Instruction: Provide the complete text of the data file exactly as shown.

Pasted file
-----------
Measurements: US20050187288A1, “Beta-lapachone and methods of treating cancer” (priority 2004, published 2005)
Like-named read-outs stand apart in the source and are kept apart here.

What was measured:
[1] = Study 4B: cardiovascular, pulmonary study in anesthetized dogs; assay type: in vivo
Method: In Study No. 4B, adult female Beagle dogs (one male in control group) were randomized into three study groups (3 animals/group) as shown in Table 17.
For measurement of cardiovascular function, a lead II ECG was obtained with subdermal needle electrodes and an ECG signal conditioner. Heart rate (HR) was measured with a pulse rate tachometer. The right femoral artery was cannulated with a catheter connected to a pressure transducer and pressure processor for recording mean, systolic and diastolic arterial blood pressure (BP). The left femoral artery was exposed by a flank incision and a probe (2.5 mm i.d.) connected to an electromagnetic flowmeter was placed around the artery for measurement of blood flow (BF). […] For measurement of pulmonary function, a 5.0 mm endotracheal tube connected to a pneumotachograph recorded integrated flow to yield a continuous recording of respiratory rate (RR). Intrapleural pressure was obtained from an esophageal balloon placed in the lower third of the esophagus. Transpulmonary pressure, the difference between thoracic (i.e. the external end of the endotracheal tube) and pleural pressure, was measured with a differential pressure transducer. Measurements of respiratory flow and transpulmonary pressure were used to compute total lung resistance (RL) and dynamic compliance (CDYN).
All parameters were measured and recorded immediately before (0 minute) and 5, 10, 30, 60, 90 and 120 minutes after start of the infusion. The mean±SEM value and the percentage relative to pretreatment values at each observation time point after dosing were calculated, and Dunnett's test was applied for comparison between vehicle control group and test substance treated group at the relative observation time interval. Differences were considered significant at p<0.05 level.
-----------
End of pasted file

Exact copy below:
Measurements: US20050187288A1, “Beta-lapachone and methods of treating cancer” (priority 2004, published 2005)
Like-named read-outs stand apart in the source and are kept apart here.

What was measured:
[1] = Study 4B: cardiovascular, pulmonary study in anesthetized dogs; assay type: in vivo
Method: In Study No. 4B, adult female Beagle dogs (one male in control group) were randomized into three study groups (3 animals/group) as shown in Table 17.
For measurement of cardiovascular function, a lead II ECG was obtained with subdermal needle electrodes and an ECG signal conditioner. Heart rate (HR) was measured with a pulse rate tachometer. The right femoral artery was cannulated with a catheter connected to a pressure transducer and pressure processor for recording mean, systolic and diastolic arterial blood pressure (BP). The left femoral artery was exposed by a flank incision and a probe (2.5 mm i.d.) connected to an electromagnetic flowmeter was placed around the artery for measurement of blood flow (BF). […] For measurement of pulmonary function, a 5.0 mm endotracheal tube connected to a pneumotachograph recorded integrated flow to yield a continuous recording of respiratory rate (RR). Intrapleural pressure was obtained from an esophageal balloon placed in the lower third of the esophagus. Transpulmonary pressure, the difference between thoracic (i.e. the external end of the endotracheal tube) and pleural pressure, was measured with a differential pressure transducer. Measurements of respiratory flow and transpulmonary pressure were used to compute total lung resistance (RL) and dynamic compliance (CDYN).
All parameters were measured and recorded immediately before (0 minute) and 5, 10, 30, 60, 90 and 120 minutes after start of the infusion. The mean±SEM value and the percentage relative to pretreatment values at each observation time point after dosing were calculated, and Dunnett's test was applied for comparison between vehicle control group and test substance treated group at the relative observation time interval. Differences were considered significant at p<0.05 level.